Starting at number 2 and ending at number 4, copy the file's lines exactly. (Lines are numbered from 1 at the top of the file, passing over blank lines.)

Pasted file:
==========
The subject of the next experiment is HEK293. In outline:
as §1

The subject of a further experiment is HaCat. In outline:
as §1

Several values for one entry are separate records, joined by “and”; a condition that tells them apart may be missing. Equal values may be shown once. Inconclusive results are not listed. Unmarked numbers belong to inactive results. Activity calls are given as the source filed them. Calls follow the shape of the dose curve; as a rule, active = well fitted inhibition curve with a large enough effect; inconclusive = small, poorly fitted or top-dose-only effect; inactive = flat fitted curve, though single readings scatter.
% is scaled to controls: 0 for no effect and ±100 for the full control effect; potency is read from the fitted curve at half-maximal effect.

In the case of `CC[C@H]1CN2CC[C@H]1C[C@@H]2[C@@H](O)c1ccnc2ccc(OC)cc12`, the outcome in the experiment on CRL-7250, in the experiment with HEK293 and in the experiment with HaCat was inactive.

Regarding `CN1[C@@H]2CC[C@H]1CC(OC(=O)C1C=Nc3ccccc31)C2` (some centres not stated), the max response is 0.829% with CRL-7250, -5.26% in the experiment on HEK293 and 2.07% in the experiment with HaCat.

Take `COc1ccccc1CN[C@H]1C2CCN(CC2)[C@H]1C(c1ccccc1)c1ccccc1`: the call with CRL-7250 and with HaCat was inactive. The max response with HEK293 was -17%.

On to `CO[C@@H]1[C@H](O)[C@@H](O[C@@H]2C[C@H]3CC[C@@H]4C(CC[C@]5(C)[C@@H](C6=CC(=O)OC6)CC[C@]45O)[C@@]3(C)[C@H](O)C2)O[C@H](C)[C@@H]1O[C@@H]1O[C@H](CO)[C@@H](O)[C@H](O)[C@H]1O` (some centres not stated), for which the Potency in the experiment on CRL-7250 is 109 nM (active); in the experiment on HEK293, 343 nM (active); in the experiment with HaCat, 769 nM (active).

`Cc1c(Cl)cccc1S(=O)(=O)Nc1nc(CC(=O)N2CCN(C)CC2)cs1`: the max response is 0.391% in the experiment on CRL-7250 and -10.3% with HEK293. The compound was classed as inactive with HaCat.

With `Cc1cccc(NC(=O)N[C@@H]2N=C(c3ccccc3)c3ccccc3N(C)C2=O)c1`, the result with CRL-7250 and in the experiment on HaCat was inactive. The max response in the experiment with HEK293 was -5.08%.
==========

as §1

The subject of a further experiment is HaCat. In outline:
as §1